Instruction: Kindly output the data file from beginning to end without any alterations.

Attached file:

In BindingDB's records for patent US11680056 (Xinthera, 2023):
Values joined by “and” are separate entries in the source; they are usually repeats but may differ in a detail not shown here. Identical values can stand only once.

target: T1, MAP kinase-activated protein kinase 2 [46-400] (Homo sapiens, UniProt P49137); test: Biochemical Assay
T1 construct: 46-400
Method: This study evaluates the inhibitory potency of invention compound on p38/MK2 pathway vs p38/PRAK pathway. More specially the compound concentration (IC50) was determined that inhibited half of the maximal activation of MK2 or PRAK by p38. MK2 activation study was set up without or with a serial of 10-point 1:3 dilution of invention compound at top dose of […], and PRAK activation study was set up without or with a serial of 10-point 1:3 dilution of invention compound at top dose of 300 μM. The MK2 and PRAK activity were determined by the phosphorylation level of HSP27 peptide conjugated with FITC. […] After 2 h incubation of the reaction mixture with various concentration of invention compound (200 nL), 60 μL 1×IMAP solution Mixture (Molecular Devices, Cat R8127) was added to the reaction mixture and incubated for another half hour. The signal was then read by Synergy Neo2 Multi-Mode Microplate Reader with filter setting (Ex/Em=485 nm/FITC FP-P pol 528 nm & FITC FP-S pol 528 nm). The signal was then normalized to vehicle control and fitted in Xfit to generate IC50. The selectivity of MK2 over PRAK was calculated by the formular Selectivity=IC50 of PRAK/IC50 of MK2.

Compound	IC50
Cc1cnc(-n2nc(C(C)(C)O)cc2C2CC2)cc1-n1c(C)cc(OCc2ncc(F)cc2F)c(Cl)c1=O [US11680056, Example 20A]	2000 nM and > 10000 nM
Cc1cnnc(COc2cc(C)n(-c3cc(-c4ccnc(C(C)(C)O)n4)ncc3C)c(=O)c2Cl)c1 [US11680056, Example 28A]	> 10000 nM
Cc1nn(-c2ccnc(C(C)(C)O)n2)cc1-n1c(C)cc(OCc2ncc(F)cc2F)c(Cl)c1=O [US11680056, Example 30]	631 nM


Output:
In BindingDB's records for patent US11680056 (Xinthera, 2023):
Values joined by “and” are separate entries in the source; they are usually repeats but may differ in a detail not shown here. Identical values can stand only once.

target: T1, MAP kinase-activated protein kinase 2 [46-400] (Homo sapiens, UniProt P49137); test: Biochemical Assay
T1 construct: 46-400
Method: This study evaluates the inhibitory potency of invention compound on p38/MK2 pathway vs p38/PRAK pathway. More specially the compound concentration (IC50) was determined that inhibited half of the maximal activation of MK2 or PRAK by p38. MK2 activation study was set up without or with a serial of 10-point 1:3 dilution of invention compound at top dose of […], and PRAK activation study was set up without or with a serial of 10-point 1:3 dilution of invention compound at top dose of 300 μM. The MK2 and PRAK activity were determined by the phosphorylation level of HSP27 peptide conjugated with FITC. […] After 2 h incubation of the reaction mixture with various concentration of invention compound (200 nL), 60 μL 1×IMAP solution Mixture (Molecular Devices, Cat R8127) was added to the reaction mixture and incubated for another half hour. The signal was then read by Synergy Neo2 Multi-Mode Microplate Reader with filter setting (Ex/Em=485 nm/FITC FP-P pol 528 nm & FITC FP-S pol 528 nm). The signal was then normalized to vehicle control and fitted in Xfit to generate IC50. The selectivity of MK2 over PRAK was calculated by the formular Selectivity=IC50 of PRAK/IC50 of MK2.

Compound	IC50
Cc1cnc(-n2nc(C(C)(C)O)cc2C2CC2)cc1-n1c(C)cc(OCc2ncc(F)cc2F)c(Cl)c1=O [US11680056, Example 20A]	2000 nM and > 10000 nM
Cc1cnnc(COc2cc(C)n(-c3cc(-c4ccnc(C(C)(C)O)n4)ncc3C)c(=O)c2Cl)c1 [US11680056, Example 28A]	> 10000 nM
Cc1nn(-c2ccnc(C(C)(C)O)n2)cc1-n1c(C)cc(OCc2ncc(F)cc2F)c(Cl)c1=O [US11680056, Example 30]	631 nM